Amid drug war deaths, hope, life emerge
Anita (not her real name) had dreams of becoming a lawyer, but poverty forced her to drop out of high school at 16. Worse, she found herself in a world of drug addiction.
“I had a miserable life since my father asked me to quit school,” Anita said in Cebuano. “I felt so hopeless not to be able to pursue my dreams.”
For years, she had sought a way out of depression. She went out with men who were also addicts and introduced her to try assorted drugs, “shabu” (methamphetamine hydrochloride) and marijuana.
Now 50, she realized her mistakes and moved to a new path for the sake of her seven children. “I’m tired. I want to live a peaceful life for my family. The drugs I’m using absolutely don’t help,” she said.
In July, Anita and 179 others showed up at the police station in the village of Subangdaku in Mandaue City as part of “Oplan Tokhang,” a police campaign to persuade users and pushers to cease their involvement in drugs.
A month later, she went to the pastoral center of San Roque Parish in Subangdaku and joined 90 others who were told about the barangay-based recovery and reintegration program.
Ugnayan ng mga Barangay at Simbahan (Ubas) launched the pilot long-term program for drug dependents last Aug. 28. “In the fight against illegal drugs, there can be no shortcuts,” said Fr. Carmelo Diola, the lead convener.
Diola stressed that the Catholic Church and other sectors of society should not just watch as addicts waste away. “If we don’t reach out to them, their co-drug addicts will,” he said. “The opposite of addiction is connection.”
In Central Visayas, at least 71,000 pushers and users have “surrendered” to the police in Cebu, Siquijor and Bohol provinces since July. They are too many for the 45 rehabilitation centers in the country, six of which are in Cebu.
The centers can accommodate only up to 5,000, so the Church decided to create the community-based program to rehabilitate users.
Chief Supt. Noli Taliño, police director for Central Visayas, promised to support the Ubas program. He directed all city and provincial police directors and station police chiefs to help the group. “I will create a team to assist the Church in this endeavor,” he said.
Cebu Archbishop Jose Palma said the Church must provide a haven for drug addicts, stressing that they are not outcasts.
“Many lives have been destroyed by illegal drugs. But we should not despair,” Palma said. “There’s hope. I’m happy that people come together to find solutions to this problem.”
Ubas’ program consists of four stages: admission of addicts into the program, psychosocial intervention, capacity building and reintegration into society.
At the start, Diola said, the kind of help addicts need should be determined. Those who need extensive treatment must be brought to the rehabilitation centers, but those who do not will be offered free counseling and spiritual transformation in the community-based facilities.
Volunteers and psychiatrists from Magone Home of the Salesians of Don Bosco are helping out in the program, which started in Subangdaku where village officials, led by Ernie Manatad, and the local police are very cooperative.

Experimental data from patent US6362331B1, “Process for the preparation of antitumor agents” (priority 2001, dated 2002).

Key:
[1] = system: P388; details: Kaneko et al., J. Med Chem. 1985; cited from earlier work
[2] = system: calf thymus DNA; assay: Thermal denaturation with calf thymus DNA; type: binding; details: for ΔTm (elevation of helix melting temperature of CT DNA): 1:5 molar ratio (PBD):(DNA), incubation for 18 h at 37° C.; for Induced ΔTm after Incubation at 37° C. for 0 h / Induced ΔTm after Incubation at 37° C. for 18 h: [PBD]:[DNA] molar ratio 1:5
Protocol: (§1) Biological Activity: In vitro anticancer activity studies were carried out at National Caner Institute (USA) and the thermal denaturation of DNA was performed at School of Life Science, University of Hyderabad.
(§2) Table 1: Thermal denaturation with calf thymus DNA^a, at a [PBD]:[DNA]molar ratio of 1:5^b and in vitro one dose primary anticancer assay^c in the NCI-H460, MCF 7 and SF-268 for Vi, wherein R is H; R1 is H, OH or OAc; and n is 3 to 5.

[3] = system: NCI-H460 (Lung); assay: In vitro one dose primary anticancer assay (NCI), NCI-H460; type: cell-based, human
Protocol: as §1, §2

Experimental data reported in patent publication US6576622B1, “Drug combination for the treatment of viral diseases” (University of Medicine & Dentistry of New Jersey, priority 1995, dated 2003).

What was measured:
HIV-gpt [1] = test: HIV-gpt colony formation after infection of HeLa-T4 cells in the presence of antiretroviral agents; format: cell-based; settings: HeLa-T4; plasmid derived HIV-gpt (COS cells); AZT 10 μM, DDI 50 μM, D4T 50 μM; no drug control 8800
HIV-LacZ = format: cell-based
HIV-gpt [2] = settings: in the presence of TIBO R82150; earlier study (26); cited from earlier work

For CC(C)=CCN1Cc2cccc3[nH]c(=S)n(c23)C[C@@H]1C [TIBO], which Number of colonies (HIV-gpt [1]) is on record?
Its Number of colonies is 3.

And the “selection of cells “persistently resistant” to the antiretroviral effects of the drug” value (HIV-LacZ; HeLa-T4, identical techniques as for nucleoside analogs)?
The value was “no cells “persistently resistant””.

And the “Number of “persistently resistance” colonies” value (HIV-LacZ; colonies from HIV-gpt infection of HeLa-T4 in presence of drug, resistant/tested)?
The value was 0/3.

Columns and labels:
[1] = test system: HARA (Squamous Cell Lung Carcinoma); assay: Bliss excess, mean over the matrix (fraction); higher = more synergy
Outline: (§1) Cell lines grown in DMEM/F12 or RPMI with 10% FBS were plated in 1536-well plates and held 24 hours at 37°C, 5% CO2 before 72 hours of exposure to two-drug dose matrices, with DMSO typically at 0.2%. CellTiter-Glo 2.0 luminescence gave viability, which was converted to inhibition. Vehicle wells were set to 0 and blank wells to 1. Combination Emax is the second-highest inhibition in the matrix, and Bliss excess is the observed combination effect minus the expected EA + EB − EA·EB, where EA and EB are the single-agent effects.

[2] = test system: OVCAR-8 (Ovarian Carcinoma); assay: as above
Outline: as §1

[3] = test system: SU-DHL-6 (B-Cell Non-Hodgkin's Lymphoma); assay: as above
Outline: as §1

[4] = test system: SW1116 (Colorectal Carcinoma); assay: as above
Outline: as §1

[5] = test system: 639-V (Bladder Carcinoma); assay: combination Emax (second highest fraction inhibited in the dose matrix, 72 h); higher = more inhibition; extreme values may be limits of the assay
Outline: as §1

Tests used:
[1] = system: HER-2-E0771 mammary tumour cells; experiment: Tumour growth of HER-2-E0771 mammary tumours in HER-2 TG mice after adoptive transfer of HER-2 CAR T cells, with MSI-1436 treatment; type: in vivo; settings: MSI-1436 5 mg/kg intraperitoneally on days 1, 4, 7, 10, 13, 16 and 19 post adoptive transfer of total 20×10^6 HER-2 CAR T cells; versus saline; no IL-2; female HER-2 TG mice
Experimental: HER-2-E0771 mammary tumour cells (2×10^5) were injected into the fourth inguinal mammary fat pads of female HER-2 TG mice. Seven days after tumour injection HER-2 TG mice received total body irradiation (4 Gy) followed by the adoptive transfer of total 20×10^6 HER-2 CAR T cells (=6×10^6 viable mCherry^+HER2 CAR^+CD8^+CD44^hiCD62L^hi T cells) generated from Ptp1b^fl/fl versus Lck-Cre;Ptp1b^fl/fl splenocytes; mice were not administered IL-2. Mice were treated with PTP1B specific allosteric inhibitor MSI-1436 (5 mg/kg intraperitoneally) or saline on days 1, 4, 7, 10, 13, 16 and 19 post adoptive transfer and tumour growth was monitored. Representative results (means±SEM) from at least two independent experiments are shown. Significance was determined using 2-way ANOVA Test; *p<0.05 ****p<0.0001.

But Ubas and the regional police force want to replicate the program elsewhere. “We need to transition from Tokhang to Labang (Lahat Bangon),” Diola said. “There can be no fence sitters in the campaign.”
The priest is no stranger to the evils of drugs. He and the Church-based Dilaab Foundation Inc. had actively campaigned against “narcopolitics” since the early 2000s.
He said the proliferation of drugs, though, was a result of the failure of the justice system, as well as the community’s apathy. “In a larger sense, illegal drugs have become a dominant reality due to the failure of all sectors to come together,” he said.
“Back then, it was a very lonely fight. Now, the picture has completely changed. Those in illegal drugs are on the defensive,” he added.
‘Mother of all crimes’
Diola said he appreciated President Duterte’s campaign to rid the country of drugs and drug trafficking, which the priest branded as the “mother of all crimes.”
“Our society has just grown so used to the prevalence of drugs that we no longer pay attention to the countless rapes, murders and thievery brought by illegal drugs,” he said.
“Societies are teetering toward perdition as families slowly disintegrate in the face of the drug menace,” he said.
Diola said the failure of previous administrations to address the drug scourge had made it “spin out of control.”
While eradicating illegal drugs is badly needed, sustainable solutions must also be found, he said. He, however, cautioned against shortcuts in solving the problem, alluding to the summary executions of drug suspects.
From July 1 to Aug. 25, 73 suspected drug pushers were killed in police operations in Central Visayas, and 97, by unidentified assailants.
Aside from its community-based rehabilitation program, Diola said the Church also wanted to make people aware of the evils of drugs and to gradually remove the social stigma attached to addiction.
Public health issue
Addiction is primarily a public health issue, Diola said. He urged the government to stop treating drugs as mainly a law enforcement problem.
“This requires building more rehabilitation centers and adequately training and building the capability of its health workers to deal with drug addicts,” Diola said.
The business sector must also be willing to provide training and job opportunities for recovering addicts, he said.
Diola said the Roman Catholic Church and other denominations must do their share in addressing the problem.
“The spiritual dimension is essential. We need to realize that drug abuse is but a manifestation of human hearts remaining restless unless they rest in God,” he said.
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